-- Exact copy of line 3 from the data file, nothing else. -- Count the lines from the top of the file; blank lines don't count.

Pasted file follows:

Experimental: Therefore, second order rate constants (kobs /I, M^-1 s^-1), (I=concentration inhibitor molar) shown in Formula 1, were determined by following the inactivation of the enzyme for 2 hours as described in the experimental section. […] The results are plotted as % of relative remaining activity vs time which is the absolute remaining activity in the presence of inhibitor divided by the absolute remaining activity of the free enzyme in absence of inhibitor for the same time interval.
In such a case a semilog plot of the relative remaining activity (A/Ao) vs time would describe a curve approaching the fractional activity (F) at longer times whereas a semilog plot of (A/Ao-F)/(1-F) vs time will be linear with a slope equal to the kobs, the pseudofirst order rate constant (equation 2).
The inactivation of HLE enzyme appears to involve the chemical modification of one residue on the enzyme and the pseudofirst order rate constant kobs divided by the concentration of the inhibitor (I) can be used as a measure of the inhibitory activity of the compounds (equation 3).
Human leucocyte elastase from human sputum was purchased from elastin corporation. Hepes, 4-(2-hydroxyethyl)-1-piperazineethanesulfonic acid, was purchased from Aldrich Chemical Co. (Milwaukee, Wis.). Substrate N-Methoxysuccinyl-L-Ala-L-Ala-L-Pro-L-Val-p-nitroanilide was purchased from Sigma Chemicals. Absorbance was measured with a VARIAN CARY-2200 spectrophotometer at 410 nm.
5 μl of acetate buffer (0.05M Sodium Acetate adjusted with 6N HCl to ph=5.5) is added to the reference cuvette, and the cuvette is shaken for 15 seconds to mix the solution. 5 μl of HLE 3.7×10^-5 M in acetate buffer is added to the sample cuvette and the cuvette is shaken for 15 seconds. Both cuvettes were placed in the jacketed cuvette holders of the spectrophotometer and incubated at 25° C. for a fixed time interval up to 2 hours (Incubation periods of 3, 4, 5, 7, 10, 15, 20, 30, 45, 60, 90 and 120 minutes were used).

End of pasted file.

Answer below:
The inactivation of HLE enzyme appears to involve the chemical modification of one residue on the enzyme and the pseudofirst order rate constant kobs divided by the concentration of the inhibitor (I) can be used as a measure of the inhibitory activity of the compounds (equation 3).